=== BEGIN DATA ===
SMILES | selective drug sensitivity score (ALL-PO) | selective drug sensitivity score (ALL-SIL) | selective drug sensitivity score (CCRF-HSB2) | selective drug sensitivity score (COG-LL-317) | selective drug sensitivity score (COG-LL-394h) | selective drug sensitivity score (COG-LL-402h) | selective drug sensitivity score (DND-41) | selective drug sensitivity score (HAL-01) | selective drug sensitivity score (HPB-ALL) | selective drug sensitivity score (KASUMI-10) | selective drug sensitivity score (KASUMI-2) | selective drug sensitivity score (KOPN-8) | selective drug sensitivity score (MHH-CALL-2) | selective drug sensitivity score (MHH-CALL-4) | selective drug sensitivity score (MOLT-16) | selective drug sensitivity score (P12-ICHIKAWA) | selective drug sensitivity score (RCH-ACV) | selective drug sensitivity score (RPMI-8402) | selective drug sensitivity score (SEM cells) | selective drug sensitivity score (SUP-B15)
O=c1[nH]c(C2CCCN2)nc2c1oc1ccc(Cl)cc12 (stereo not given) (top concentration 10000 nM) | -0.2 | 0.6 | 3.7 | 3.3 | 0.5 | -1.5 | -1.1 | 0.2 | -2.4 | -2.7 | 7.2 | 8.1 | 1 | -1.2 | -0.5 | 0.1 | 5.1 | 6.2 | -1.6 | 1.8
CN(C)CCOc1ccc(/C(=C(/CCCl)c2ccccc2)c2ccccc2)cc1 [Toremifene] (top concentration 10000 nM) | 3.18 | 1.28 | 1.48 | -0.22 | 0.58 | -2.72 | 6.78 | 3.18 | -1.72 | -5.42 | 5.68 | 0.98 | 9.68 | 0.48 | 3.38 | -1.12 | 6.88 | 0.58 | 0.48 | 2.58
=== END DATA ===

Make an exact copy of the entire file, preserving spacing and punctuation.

SMILES | selective drug sensitivity score (ALL-PO) | selective drug sensitivity score (ALL-SIL) | selective drug sensitivity score (CCRF-HSB2) | selective drug sensitivity score (COG-LL-317) | selective drug sensitivity score (COG-LL-394h) | selective drug sensitivity score (COG-LL-402h) | selective drug sensitivity score (DND-41) | selective drug sensitivity score (HAL-01) | selective drug sensitivity score (HPB-ALL) | selective drug sensitivity score (KASUMI-10) | selective drug sensitivity score (KASUMI-2) | selective drug sensitivity score (KOPN-8) | selective drug sensitivity score (MHH-CALL-2) | selective drug sensitivity score (MHH-CALL-4) | selective drug sensitivity score (MOLT-16) | selective drug sensitivity score (P12-ICHIKAWA) | selective drug sensitivity score (RCH-ACV) | selective drug sensitivity score (RPMI-8402) | selective drug sensitivity score (SEM cells) | selective drug sensitivity score (SUP-B15)
O=c1[nH]c(C2CCCN2)nc2c1oc1ccc(Cl)cc12 (stereo not given) (top concentration 10000 nM) | -0.2 | 0.6 | 3.7 | 3.3 | 0.5 | -1.5 | -1.1 | 0.2 | -2.4 | -2.7 | 7.2 | 8.1 | 1 | -1.2 | -0.5 | 0.1 | 5.1 | 6.2 | -1.6 | 1.8
CN(C)CCOc1ccc(/C(=C(/CCCl)c2ccccc2)c2ccccc2)cc1 [Toremifene] (top concentration 10000 nM) | 3.18 | 1.28 | 1.48 | -0.22 | 0.58 | -2.72 | 6.78 | 3.18 | -1.72 | -5.42 | 5.68 | 0.98 | 9.68 | 0.48 | 3.38 | -1.12 | 6.88 | 0.58 | 0.48 | 2.58